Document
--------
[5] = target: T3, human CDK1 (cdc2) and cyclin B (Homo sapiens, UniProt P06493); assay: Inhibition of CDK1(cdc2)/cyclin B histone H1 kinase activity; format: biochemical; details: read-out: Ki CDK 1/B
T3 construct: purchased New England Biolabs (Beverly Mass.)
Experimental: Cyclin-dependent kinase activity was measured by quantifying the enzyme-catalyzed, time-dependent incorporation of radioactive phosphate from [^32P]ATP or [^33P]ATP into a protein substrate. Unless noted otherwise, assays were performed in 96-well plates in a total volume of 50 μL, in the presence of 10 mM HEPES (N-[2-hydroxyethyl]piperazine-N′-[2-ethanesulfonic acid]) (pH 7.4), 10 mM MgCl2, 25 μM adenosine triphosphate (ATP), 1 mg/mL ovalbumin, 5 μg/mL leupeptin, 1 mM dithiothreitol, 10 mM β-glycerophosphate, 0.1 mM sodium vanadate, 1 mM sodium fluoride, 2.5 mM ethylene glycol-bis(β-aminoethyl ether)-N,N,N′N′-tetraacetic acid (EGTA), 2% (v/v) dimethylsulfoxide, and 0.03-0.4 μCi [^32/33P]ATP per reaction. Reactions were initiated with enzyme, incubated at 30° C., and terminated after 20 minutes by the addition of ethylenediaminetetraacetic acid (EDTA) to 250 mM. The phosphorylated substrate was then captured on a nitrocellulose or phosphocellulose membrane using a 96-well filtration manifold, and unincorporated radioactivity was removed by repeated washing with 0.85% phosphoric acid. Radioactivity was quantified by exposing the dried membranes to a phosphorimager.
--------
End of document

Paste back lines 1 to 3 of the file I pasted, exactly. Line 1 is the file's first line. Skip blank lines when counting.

[5] = target: T3, human CDK1 (cdc2) and cyclin B (Homo sapiens, UniProt P06493); assay: Inhibition of CDK1(cdc2)/cyclin B histone H1 kinase activity; format: biochemical; details: read-out: Ki CDK 1/B
T3 construct: purchased New England Biolabs (Beverly Mass.)
Experimental: Cyclin-dependent kinase activity was measured by quantifying the enzyme-catalyzed, time-dependent incorporation of radioactive phosphate from [^32P]ATP or [^33P]ATP into a protein substrate. Unless noted otherwise, assays were performed in 96-well plates in a total volume of 50 μL, in the presence of 10 mM HEPES (N-[2-hydroxyethyl]piperazine-N′-[2-ethanesulfonic acid]) (pH 7.4), 10 mM MgCl2, 25 μM adenosine triphosphate (ATP), 1 mg/mL ovalbumin, 5 μg/mL leupeptin, 1 mM dithiothreitol, 10 mM β-glycerophosphate, 0.1 mM sodium vanadate, 1 mM sodium fluoride, 2.5 mM ethylene glycol-bis(β-aminoethyl ether)-N,N,N′N′-tetraacetic acid (EGTA), 2% (v/v) dimethylsulfoxide, and 0.03-0.4 μCi [^32/33P]ATP per reaction. Reactions were initiated with enzyme, incubated at 30° C., and terminated after 20 minutes by the addition of ethylenediaminetetraacetic acid (EDTA) to 250 mM. The phosphorylated substrate was then captured on a nitrocellulose or phosphocellulose membrane using a 96-well filtration manifold, and unincorporated radioactivity was removed by repeated washing with 0.85% phosphoric acid. Radioactivity was quantified by exposing the dried membranes to a phosphorimager.